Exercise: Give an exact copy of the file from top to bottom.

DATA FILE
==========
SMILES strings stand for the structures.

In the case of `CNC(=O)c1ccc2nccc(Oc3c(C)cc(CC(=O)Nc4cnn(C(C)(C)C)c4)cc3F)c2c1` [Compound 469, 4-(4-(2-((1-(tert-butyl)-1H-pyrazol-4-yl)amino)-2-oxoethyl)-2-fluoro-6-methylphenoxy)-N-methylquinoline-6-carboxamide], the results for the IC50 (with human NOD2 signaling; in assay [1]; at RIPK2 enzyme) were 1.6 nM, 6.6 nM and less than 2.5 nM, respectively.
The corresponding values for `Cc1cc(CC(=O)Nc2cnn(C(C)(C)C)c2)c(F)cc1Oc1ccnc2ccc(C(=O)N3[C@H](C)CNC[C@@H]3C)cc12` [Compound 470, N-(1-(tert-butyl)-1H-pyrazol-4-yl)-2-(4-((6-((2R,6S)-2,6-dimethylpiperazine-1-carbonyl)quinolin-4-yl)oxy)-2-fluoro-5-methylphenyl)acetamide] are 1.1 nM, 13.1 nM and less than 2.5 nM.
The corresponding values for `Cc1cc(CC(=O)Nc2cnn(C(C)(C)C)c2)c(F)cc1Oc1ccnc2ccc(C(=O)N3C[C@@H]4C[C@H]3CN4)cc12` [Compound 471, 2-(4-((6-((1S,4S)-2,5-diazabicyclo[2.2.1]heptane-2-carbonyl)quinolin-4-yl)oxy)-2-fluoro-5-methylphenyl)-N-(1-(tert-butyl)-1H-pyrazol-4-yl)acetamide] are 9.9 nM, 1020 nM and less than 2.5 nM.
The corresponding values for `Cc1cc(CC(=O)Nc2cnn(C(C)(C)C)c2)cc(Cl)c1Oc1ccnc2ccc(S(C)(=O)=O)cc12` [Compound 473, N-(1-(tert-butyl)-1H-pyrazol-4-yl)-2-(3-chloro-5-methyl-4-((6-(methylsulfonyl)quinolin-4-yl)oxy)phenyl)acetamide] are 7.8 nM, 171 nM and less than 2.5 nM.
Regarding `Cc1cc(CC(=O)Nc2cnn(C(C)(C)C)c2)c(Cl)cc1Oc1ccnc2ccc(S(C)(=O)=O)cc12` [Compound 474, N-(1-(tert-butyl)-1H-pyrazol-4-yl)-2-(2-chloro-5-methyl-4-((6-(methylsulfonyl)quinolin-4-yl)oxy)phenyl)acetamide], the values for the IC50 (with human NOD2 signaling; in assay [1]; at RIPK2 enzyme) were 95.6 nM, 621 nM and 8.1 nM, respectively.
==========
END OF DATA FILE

SMILES strings stand for the structures.

In the case of `CNC(=O)c1ccc2nccc(Oc3c(C)cc(CC(=O)Nc4cnn(C(C)(C)C)c4)cc3F)c2c1` [Compound 469, 4-(4-(2-((1-(tert-butyl)-1H-pyrazol-4-yl)amino)-2-oxoethyl)-2-fluoro-6-methylphenoxy)-N-methylquinoline-6-carboxamide], the results for the IC50 (with human NOD2 signaling; in assay [1]; at RIPK2 enzyme) were 1.6 nM, 6.6 nM and less than 2.5 nM, respectively.
The corresponding values for `Cc1cc(CC(=O)Nc2cnn(C(C)(C)C)c2)c(F)cc1Oc1ccnc2ccc(C(=O)N3[C@H](C)CNC[C@@H]3C)cc12` [Compound 470, N-(1-(tert-butyl)-1H-pyrazol-4-yl)-2-(4-((6-((2R,6S)-2,6-dimethylpiperazine-1-carbonyl)quinolin-4-yl)oxy)-2-fluoro-5-methylphenyl)acetamide] are 1.1 nM, 13.1 nM and less than 2.5 nM.
The corresponding values for `Cc1cc(CC(=O)Nc2cnn(C(C)(C)C)c2)c(F)cc1Oc1ccnc2ccc(C(=O)N3C[C@@H]4C[C@H]3CN4)cc12` [Compound 471, 2-(4-((6-((1S,4S)-2,5-diazabicyclo[2.2.1]heptane-2-carbonyl)quinolin-4-yl)oxy)-2-fluoro-5-methylphenyl)-N-(1-(tert-butyl)-1H-pyrazol-4-yl)acetamide] are 9.9 nM, 1020 nM and less than 2.5 nM.
The corresponding values for `Cc1cc(CC(=O)Nc2cnn(C(C)(C)C)c2)cc(Cl)c1Oc1ccnc2ccc(S(C)(=O)=O)cc12` [Compound 473, N-(1-(tert-butyl)-1H-pyrazol-4-yl)-2-(3-chloro-5-methyl-4-((6-(methylsulfonyl)quinolin-4-yl)oxy)phenyl)acetamide] are 7.8 nM, 171 nM and less than 2.5 nM.
Regarding `Cc1cc(CC(=O)Nc2cnn(C(C)(C)C)c2)c(Cl)cc1Oc1ccnc2ccc(S(C)(=O)=O)cc12` [Compound 474, N-(1-(tert-butyl)-1H-pyrazol-4-yl)-2-(2-chloro-5-methyl-4-((6-(methylsulfonyl)quinolin-4-yl)oxy)phenyl)acetamide], the values for the IC50 (with human NOD2 signaling; in assay [1]; at RIPK2 enzyme) were 95.6 nM, 621 nM and 8.1 nM, respectively.